Paul H. Rubin’s “The Woke Left’s Primitive Economics”

The Wall Street Journal of 10/6/2021 featured Paul H. Rubin’s article, “The Woke Left’s Primitive Economics”.  Rubin makes several valid points in a) criticizing The Woke’s and the Marxist’s simple-minded, psycho-political, self-damaging, hate-and-envy macroeconomics, and b) recognizing that new and better human and material capital benefit the entire society.  We wish Rubin had explicitly and clearly a) legitimized by nuanced theory the practical balance of taxation and spending for responsible waste-free activities, which only we, in our governmental form as We-The-People, can perform, and b) stated specifically that the level of taxation and the incidence of stratified taxation depend upon the requirements of the current phase of an economic expansion – Is it an initial non-expanding static economy, a proportionate expansion, a surplus expansion, a basic expansion, or a higher non-expanding static economy?

Granted that invention and innovation are always occurring to necessitate saving or borrowing for expansionary investment; still, there may be times when investment opportunities are scant and excessive investment is a distinct and menacing possibility.  This excess would generate excess capacity, idle machinery, layoffs and human misery.  ( The nightmare of unemployment”) We’ve seen it before!  When an expansionary investment in new and better capital goods is largely completed, it is time to implement a consumables expansion (the “basic expansion”) in order to exploit the greater productive potential by increasing the incomes of those with the greatest propensity to consume, i.e. the lower-income strata who will spend every additional dollar of income on the greater abundance to achieve a higher standard of living.  And, in this basic expansion, full employment would be bolstered by higher incomes effecting the full use of the nation’s expanded productive capacity.  One cannot always say that more aggregate saving in order to invest is always the appropriate course.  Sometimes what is appropriate is less saving and more consuming in order to utilize all now-installed capacity and achieve full employment.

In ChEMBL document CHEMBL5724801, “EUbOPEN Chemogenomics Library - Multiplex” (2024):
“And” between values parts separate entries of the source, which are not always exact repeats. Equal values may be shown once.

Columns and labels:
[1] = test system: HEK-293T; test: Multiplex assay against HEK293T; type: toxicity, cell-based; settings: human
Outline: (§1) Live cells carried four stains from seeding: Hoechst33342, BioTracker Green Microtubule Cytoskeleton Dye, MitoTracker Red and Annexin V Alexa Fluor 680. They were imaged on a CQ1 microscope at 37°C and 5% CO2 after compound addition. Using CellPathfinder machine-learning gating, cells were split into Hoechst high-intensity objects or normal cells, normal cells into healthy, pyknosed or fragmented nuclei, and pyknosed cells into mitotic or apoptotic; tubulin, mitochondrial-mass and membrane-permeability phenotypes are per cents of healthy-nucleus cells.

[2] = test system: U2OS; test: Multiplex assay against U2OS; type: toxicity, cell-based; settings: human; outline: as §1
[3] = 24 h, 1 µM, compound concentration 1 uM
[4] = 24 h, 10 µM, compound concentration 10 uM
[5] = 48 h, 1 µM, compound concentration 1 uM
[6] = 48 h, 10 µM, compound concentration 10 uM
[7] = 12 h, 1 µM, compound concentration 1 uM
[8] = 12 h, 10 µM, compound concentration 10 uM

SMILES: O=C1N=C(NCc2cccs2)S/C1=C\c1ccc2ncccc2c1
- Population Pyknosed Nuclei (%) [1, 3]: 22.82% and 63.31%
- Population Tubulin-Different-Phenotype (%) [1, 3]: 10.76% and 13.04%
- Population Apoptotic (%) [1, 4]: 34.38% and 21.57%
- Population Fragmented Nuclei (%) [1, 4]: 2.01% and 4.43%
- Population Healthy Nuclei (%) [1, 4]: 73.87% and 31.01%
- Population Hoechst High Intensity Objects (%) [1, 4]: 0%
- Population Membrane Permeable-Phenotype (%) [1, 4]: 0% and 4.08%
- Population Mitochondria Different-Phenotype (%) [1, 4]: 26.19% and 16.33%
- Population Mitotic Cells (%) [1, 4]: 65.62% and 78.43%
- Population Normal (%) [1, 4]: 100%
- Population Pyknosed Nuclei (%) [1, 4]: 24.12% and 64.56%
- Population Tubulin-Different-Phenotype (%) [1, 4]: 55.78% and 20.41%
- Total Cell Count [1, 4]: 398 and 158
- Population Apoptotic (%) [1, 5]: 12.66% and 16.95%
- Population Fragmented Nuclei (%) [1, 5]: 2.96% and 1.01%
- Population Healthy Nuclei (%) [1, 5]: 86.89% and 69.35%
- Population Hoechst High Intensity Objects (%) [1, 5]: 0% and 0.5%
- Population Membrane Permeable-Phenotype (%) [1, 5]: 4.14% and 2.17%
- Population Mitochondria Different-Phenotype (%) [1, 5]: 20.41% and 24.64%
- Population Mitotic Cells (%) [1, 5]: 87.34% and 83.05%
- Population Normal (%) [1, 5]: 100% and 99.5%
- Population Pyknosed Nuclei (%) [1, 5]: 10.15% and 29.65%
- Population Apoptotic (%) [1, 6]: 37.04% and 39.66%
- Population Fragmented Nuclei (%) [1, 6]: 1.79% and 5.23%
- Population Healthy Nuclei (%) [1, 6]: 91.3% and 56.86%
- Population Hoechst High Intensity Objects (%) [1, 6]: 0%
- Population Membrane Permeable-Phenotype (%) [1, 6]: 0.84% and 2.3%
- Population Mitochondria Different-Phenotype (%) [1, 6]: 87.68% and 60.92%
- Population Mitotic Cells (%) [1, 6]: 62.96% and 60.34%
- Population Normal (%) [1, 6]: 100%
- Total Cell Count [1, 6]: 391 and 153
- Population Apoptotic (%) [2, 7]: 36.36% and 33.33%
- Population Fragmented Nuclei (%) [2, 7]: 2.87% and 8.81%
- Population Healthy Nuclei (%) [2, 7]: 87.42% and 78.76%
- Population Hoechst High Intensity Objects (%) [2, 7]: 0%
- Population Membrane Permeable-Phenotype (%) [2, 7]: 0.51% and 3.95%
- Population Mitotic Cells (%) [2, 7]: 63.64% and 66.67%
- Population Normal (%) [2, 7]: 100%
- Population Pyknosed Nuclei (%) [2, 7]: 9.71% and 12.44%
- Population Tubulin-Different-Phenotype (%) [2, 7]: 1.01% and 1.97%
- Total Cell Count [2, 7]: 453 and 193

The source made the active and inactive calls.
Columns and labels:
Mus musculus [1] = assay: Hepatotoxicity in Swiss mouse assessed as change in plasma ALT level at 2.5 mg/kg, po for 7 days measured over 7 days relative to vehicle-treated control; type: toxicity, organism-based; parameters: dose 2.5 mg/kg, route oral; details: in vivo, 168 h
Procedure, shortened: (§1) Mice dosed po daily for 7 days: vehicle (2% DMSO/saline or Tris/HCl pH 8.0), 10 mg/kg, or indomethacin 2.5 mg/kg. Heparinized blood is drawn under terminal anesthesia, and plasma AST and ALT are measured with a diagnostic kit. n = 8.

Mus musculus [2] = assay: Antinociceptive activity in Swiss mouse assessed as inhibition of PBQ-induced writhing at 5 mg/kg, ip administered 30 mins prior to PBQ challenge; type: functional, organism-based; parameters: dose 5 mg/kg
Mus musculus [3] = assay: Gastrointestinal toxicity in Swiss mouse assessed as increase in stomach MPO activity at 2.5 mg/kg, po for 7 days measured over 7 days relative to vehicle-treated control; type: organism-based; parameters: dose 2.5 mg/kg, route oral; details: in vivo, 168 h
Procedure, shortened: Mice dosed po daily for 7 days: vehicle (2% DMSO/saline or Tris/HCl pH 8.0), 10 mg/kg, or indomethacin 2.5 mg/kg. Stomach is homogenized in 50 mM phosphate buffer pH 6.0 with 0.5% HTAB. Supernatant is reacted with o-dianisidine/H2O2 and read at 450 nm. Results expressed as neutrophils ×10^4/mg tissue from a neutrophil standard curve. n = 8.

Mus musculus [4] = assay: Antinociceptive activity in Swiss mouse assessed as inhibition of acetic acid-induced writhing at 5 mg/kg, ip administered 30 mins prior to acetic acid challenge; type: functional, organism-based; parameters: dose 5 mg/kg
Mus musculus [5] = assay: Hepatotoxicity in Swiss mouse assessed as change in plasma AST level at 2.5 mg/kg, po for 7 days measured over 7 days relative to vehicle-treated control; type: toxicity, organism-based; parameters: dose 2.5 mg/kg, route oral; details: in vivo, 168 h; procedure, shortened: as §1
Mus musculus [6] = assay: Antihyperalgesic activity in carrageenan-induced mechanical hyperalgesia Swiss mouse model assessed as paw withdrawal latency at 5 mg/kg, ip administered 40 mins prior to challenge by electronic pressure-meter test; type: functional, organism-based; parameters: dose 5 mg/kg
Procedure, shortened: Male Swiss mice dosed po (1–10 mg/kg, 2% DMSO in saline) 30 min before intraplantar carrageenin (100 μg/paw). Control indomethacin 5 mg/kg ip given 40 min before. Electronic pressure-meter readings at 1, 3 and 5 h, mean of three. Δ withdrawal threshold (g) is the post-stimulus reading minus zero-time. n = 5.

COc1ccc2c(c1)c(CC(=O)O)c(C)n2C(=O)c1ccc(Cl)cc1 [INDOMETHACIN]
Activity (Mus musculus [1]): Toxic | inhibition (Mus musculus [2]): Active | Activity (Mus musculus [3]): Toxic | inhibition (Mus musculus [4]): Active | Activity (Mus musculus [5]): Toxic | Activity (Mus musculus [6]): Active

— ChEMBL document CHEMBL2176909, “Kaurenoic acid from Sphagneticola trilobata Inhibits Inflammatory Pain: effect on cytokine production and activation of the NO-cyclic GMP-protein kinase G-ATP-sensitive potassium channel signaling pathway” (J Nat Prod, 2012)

Note that the appropriateness of shifting distribution of incomes for either greater investment or for greater consumption, as the case may be, and for full employment is not based upon an encyclical or a Church social policy; the precepts are grounded in, and yielded by, the immanent intelligibility of the objective, purely-dynamic, economic process.

As Rubin points out, simple-minded dislike of the rich might make sense in a zero-sum world where one can become rich only by exploiting others, but not in a society full of creativity and useful inventions.  Changing tax laws to soak the rich might make sense with a labor theory of value – which has been debunked -, but not with a sophisticated understanding of the scientific dynamics of continual investment and technological change.  Also, the possibility and actuality of wise philanthropy which achieves a common good and improves society must be taken into account.

Finally, to promote a good culture and to manage this society properly, we need Cincinnatuses (not Cincinnati) who possess brains, backbones, and a knowledge of both macroeconomic dynamics and human history.